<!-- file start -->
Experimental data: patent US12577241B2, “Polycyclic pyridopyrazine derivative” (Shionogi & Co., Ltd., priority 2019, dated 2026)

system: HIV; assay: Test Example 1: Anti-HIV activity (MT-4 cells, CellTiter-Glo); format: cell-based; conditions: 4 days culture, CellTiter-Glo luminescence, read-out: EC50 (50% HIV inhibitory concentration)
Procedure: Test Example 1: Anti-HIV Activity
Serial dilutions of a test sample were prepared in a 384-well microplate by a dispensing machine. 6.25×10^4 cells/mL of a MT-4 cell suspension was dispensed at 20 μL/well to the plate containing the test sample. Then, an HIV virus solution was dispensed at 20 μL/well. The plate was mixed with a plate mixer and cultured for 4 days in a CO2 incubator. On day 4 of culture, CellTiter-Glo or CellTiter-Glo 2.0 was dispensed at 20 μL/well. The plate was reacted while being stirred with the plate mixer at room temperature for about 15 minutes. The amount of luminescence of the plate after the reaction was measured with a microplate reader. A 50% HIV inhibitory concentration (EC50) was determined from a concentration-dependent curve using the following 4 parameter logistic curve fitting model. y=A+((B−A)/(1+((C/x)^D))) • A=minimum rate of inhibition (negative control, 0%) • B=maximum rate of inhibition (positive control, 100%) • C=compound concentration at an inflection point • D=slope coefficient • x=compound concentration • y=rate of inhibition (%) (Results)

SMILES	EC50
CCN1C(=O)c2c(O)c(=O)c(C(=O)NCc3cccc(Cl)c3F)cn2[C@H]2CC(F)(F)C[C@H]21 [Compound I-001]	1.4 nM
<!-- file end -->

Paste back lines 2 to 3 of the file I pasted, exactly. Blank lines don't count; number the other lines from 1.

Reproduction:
system: HIV; assay: Test Example 1: Anti-HIV activity (MT-4 cells, CellTiter-Glo); format: cell-based; conditions: 4 days culture, CellTiter-Glo luminescence, read-out: EC50 (50% HIV inhibitory concentration)
Procedure: Test Example 1: Anti-HIV Activity